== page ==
Recovering from Hitting a Speed Bump

Sunday, July 13, 2014

Photo courtesy | Flickr: Andrew Rivett
On Friday, a blog post by Mridu Khullar Relph put me in a contemplative mood. One of her great lines from the post is: “The writing life is full of surprises, some of them good, and some of them upsetting.” To me, the upsetting part of a writing plan may be when you find a speed bump (or two) in the path you've decided to take.
No matter how we try, our writing life may not follow the plan we had set for it. Recently I had a chance to experience a couple bumps I hadn't expected.

Last year I wrote the gluten-free eating book and was thrilled with the experience. Capitalizing on the momentum I was feeling, I focused on some fiction I've had rattling around in my head. I expected I would be able to write another book and looked forward to completing it. This spring, I was contacted to write another book for the same publisher.

I put the fiction aside and hit the ground running. I Googled. I went to the library. I started checking out books on the book's subject. I downloaded medical reports. I visualized writing the book and following the same pattern that worked so well last year.

And then I looked at my life. Really looked at it. I looked at it more than just clearing the proposed deadline date in my calendar. There was too much going on in my life as it is: My mother-in-law and ailing father-in-law have moved to town. I have a different, more demanding job than I had last year. I accepted several teaching gigs this summer, which I had rarely done before. I'm traveling a bit in the next couple months. And I wanted to relax and explore new avenues, such as recipe development.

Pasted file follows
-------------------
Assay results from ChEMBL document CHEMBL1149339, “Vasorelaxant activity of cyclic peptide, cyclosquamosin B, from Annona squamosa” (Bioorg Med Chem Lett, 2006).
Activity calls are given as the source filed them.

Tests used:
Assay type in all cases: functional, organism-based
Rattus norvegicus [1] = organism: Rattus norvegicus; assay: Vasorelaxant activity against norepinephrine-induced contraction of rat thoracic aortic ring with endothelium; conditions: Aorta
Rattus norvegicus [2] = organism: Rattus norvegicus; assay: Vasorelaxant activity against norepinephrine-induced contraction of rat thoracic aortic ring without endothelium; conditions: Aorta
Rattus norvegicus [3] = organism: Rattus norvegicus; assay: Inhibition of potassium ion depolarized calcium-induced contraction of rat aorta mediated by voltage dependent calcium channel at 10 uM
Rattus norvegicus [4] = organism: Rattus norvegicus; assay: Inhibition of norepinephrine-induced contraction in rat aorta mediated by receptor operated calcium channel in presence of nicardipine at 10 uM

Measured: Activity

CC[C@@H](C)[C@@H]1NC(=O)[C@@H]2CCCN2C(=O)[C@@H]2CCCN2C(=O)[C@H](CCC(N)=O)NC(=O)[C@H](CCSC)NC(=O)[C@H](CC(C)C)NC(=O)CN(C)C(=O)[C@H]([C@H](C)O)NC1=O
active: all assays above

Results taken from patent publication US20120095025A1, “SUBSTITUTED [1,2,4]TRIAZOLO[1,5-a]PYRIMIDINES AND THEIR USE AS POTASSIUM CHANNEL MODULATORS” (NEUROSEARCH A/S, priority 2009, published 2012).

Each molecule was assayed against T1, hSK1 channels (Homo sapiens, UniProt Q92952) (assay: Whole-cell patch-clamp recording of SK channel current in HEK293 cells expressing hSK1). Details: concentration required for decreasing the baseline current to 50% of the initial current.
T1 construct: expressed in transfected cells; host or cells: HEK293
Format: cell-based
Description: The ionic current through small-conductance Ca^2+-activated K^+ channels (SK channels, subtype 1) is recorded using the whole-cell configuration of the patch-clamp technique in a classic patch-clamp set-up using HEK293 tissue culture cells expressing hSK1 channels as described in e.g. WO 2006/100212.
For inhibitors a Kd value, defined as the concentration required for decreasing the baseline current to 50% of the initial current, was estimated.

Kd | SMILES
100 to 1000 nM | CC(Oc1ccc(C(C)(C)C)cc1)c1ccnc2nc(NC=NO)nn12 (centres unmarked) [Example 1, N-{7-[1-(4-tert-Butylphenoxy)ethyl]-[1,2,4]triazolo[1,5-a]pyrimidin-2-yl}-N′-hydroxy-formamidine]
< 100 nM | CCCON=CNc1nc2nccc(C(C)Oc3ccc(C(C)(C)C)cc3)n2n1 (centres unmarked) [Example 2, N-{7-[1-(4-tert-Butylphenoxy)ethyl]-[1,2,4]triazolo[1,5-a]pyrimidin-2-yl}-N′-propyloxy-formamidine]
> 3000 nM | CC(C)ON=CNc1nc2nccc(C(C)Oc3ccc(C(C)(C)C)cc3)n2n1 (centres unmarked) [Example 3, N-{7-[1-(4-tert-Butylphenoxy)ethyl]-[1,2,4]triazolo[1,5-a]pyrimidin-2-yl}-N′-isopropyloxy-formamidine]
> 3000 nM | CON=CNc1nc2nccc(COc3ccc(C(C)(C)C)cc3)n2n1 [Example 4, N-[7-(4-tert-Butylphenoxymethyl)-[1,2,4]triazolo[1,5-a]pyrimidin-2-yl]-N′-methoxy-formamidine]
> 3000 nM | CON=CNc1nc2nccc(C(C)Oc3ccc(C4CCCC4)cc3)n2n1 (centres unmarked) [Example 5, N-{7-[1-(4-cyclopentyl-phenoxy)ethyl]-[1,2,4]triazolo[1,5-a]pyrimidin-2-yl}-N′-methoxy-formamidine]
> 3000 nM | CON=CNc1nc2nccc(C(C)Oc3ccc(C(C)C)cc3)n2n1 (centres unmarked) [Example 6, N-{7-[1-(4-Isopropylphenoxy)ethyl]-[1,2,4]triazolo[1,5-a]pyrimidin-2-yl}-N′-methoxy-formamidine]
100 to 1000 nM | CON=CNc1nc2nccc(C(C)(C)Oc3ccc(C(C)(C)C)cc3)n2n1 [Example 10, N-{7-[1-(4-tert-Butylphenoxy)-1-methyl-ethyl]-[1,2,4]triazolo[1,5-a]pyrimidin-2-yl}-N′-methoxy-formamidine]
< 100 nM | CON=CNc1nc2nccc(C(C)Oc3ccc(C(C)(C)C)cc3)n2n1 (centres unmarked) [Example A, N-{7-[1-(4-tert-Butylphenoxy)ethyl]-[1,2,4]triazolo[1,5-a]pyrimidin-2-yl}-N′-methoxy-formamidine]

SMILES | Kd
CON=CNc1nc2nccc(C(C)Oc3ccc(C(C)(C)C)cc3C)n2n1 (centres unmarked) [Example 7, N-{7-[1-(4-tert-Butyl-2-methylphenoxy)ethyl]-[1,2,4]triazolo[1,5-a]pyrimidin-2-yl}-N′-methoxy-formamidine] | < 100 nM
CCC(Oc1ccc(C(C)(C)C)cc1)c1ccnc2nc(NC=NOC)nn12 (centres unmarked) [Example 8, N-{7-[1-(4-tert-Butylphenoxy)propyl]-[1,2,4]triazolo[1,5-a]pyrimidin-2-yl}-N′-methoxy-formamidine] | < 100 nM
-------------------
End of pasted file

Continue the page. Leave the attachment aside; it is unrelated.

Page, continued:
So, I returned the books to the library. Recycled the medical reports I had printed. I removed my name from consideration and scratched my name off the imaginary byline I had already envisioned.

While I enjoy writing and think the book would have been a great challenge, I'm glad I made the decision I did. I’m picking the fiction up, albeit a slower pace than previously, and spending quality time with my in-laws. 

I’m just trying to enjoy my life right now, even if I've hit a speed bump in my writing plans.

Do you make plans with your writing life? How well do they pan out? What do you do when you hit a speed bump?

Elizabeth King Humphrey is a writer and editor living in coastal North Carolina. When she’s not at her computer, she is happily playing in her kitchen.


Sioux Roslawski said...

Elizabeth--I think our writing is like the ocean. (Or, at least MINE is.) There's ebb and flow to consider. Sometimes our writing is at high tide--lots of words, lots of projects, lots of productivity. Other times, our writing is at low tide. Not much time or not much inspiration. Things--sometimes ugly things, sometimes fascinating and alluring things--float in close enough for us to grab onto.

If a writer doesn't take the time to live or doesn't find some balance between their writing and the "stuff" that makes up their life, I think their writing suffers.

Enjoy your in-laws, enjoy the recipe work and enjoy the fiction writing you're doing...'cause soon, it will be high tide again.

Margo Dill said...

It's an honor that the publisher asked you to write another book! It means you did a great job, and you are smart for knowing that at this point, you can't enjoy life and still get the work done. You did a smart thing that we can all learn from.

Powered by Blogger.
Back to Top